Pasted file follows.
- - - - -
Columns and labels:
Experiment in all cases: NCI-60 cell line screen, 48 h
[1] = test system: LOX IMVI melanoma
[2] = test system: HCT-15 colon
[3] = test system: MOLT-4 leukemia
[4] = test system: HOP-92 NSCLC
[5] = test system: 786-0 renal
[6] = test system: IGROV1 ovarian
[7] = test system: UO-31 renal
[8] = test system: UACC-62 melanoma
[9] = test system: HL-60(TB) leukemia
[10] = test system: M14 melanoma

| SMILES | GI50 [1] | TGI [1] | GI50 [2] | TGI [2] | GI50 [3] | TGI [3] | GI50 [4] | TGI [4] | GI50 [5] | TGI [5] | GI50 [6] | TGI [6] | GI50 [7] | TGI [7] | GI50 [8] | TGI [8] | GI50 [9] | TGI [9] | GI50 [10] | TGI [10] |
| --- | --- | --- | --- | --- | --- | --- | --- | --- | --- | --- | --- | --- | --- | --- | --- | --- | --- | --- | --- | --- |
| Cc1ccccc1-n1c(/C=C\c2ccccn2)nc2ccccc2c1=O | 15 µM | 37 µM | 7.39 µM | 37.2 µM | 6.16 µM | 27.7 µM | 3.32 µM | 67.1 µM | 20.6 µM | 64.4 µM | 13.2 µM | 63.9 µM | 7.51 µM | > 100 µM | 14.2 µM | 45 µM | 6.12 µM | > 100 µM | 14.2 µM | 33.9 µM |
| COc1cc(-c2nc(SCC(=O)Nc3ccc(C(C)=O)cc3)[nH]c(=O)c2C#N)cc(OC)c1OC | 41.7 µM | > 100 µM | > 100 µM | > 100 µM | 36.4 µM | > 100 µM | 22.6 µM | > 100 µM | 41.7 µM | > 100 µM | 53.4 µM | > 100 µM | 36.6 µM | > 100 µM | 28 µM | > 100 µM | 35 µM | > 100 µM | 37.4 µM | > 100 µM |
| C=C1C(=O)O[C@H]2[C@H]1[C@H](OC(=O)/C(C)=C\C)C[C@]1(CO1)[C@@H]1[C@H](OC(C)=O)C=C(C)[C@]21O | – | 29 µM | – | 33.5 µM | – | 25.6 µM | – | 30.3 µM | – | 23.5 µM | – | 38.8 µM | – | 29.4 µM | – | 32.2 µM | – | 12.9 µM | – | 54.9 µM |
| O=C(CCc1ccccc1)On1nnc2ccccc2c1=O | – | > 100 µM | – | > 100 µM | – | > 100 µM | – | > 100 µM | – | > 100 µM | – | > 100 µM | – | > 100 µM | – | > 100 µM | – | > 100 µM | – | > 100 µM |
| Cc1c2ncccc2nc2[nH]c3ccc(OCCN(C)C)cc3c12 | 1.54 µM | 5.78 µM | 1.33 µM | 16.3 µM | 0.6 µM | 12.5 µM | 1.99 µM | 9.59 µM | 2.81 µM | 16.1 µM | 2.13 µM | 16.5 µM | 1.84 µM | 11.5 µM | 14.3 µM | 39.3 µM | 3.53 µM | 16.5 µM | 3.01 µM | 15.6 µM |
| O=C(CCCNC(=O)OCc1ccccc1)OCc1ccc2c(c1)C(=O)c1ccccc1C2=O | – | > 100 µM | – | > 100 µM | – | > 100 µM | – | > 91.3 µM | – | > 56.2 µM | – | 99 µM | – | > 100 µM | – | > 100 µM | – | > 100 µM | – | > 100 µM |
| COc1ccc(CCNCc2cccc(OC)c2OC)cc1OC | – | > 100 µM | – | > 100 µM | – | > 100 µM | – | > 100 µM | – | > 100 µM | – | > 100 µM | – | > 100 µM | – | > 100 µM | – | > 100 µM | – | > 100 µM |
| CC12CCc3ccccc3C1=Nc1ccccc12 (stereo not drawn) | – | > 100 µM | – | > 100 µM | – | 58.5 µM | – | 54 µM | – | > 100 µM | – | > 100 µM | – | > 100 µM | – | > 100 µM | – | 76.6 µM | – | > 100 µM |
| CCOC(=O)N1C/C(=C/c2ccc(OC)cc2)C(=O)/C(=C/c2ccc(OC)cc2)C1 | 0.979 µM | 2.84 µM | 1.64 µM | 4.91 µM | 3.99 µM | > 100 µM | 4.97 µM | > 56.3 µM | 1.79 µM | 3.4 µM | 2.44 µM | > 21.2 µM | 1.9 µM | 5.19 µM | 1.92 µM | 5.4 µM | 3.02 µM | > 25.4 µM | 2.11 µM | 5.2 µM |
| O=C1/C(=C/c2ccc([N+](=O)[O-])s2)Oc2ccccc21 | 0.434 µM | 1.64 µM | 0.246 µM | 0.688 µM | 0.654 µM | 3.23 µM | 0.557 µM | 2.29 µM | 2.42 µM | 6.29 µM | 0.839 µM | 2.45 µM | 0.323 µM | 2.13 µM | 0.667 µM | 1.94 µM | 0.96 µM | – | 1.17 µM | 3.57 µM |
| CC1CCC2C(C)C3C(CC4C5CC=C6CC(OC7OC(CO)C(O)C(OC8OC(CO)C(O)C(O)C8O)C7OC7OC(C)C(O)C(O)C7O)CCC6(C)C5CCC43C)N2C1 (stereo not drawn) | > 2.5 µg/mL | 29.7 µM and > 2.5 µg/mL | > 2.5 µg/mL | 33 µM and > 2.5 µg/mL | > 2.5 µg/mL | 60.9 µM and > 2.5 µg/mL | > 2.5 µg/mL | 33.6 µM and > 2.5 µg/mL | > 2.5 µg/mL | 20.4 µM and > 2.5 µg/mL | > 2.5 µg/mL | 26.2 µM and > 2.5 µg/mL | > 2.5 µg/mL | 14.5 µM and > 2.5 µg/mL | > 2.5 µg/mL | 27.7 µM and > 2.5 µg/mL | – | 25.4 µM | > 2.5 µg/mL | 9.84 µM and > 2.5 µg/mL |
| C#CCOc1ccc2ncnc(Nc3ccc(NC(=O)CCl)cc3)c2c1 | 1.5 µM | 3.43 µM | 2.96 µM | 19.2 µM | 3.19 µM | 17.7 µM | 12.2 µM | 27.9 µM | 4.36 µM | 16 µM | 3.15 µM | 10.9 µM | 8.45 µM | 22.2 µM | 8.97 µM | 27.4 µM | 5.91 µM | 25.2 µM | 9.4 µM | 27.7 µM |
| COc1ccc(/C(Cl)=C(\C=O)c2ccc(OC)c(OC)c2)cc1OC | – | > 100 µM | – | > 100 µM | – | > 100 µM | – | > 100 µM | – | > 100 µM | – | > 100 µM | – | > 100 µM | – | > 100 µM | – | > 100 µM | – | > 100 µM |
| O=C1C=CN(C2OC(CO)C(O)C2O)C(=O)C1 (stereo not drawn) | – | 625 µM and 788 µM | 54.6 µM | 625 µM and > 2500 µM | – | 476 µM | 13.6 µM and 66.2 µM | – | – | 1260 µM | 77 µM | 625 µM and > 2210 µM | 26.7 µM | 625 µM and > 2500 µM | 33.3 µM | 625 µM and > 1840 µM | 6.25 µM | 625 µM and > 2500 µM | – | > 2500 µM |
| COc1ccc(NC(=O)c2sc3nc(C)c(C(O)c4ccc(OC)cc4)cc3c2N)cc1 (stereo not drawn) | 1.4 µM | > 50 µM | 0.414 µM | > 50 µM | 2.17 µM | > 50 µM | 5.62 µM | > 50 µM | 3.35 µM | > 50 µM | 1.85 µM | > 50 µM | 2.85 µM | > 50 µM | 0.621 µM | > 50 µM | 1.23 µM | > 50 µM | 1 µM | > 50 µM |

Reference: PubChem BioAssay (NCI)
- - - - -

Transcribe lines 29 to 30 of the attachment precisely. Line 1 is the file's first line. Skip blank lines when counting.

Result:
| COc1ccc(NC(=O)c2sc3nc(C)c(C(O)c4ccc(OC)cc4)cc3c2N)cc1 (stereo not drawn) | 1.4 µM | > 50 µM | 0.414 µM | > 50 µM | 2.17 µM | > 50 µM | 5.62 µM | > 50 µM | 3.35 µM | > 50 µM | 1.85 µM | > 50 µM | 2.85 µM | > 50 µM | 0.621 µM | > 50 µM | 1.23 µM | > 50 µM | 1 µM | > 50 µM |

Reference: PubChem BioAssay (NCI)